In the morning we sheepishly phoned the marina office for a lift to shore.
The next few days were all about finding an engineer to look over the engine and tell us if it was worth keeping. Russ had thrown a spare engine in with the price of Joker, which was great- but it was the same deal there- an unknown quantity, and it would have cost hundreds at least to lift it in and try it. Much better to keep it for spares.
My parents’ friends Lynne and David have a boat at Gosport and spoke very highly of their engineer, Steve. Trusted personal recommendation is always good, as anything to do with boats can be insanely expensive. You might as well shell out for someone honest and competent.
We set off to Royal Clarence Marina in Gosport. Just as a test we got her up to top revs, but the overheat alarm went off, so we crept along for the rest of the journey. Steve met us on the pontoon, a friendly grey-haired man who seems to live in his overalls.
It took him ten minutes of listening, feeling and tapping to tell us our engine was definitely worth keeping. He then told us four easy things we should try for starters: Cleaning the water filter, changing the impeller, changing the oil and running Mortar acid through the engine instead of RydLyme. I took notes on how to do it all. Steve then helped us get booked in at the marina, and said he’d be on call if we needed anything. Later that day he drove Sam out to buy the acid. For all this he charged us £20. Gent.
The spare impeller was in Joker’s well-organized lockers already, as were Russ’ tools and a full bottle of fresh engine oil. We embarked on an afternoon of unscrewing gnarled old engine bits, pumping out gross black oil and pumping in the fresh golden stuff. Sam replaced the impeller but on reassembling it all, the gasket wasn’t working and water squirted out of the screws. We tried tightening it in different way a few times, but by that point we were hungry and Sam was getting despondent. I legged it to the shops to get some food.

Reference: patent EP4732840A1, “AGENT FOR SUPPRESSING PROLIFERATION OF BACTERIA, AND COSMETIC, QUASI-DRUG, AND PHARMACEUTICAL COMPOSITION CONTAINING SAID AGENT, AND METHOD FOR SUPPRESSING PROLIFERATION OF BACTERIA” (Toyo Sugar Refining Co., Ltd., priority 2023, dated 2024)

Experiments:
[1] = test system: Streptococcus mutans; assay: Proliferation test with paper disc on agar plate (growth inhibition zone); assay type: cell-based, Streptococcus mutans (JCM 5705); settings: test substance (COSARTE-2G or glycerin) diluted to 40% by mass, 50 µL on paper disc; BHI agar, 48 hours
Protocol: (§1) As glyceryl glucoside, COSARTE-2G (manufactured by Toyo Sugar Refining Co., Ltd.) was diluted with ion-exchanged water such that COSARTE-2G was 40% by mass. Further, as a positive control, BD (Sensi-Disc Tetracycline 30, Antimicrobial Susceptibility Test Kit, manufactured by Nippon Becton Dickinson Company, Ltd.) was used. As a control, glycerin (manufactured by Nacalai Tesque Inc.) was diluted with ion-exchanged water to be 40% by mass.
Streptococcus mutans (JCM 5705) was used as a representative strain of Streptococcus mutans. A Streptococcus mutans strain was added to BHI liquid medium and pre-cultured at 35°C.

When I returned, Sam was beaming.
“I cut up the cardboard from a houmous tub and made a new gasket!”
This is the kind of DIY that makes him the happiest. It worked really well too.
I got involved, and started getting to know the engine. This is the first engine I’ve ever really met. They’re clever aren’t they? Apart from the planet death and that.
After a couple of runs of acid, plenty of gak was coming out of the seawater cooling system. We slept another night with it fizzing away in there.
Joker is a lovely home, and luxurious compared to the tiny bare bones arrangements in Lexia. There are cupboards and lockers all over the place to we can compartmentalize and tidy away. We’re never surrounded by mind-tangling piles of objects. There’s a gas stove we can stand in front of, so we don’t need to hunch over our meths burners hoping they don’t fall over and spill liquid fire through the cabin. The interior is lovely mellow wood instead of bare white fibreglass. By far the biggest improvement is the space. I’ve realized through living on Lexia that I don’t need a big living space. But for comfort and sanity, I do need to be able to extend my arm and not hit anybody else in the face. And I do need to be able to stand up to put my trousers on.
And having a flushing sea-toilet is BRILLIANT. You can sit down, your head doesn’t hit the ceiling, your feet can rest on the floor, you hand-pump seawater up into the bowl and pump it all out again so it stays clean. There’s fresh running water foot-pumped from the water tank to wash with, and you don’t have to emerge sheepishly through the sleeping/cooking area with a bucket of piss and slosh it out over the side.
These are my new definitions of luxury, and Joker fulfills them all. It’s also nice to have new definitions of luxury. We’ve learned something about our needs.
The next morning we went out in the harbor and ran the engine hard. For 30 minutes. No overheating. Sam kept checking with a spot thermometer Steve lent us. It was a little high but never over the limit.
Once we realized we’d fixed it ourselves, I wanted to do donuts. Sadly, Sam’s more sensible approach to boating prevailed. But we celebrated that evening.
Research, self-education and perseverance. Those have to be survival skills.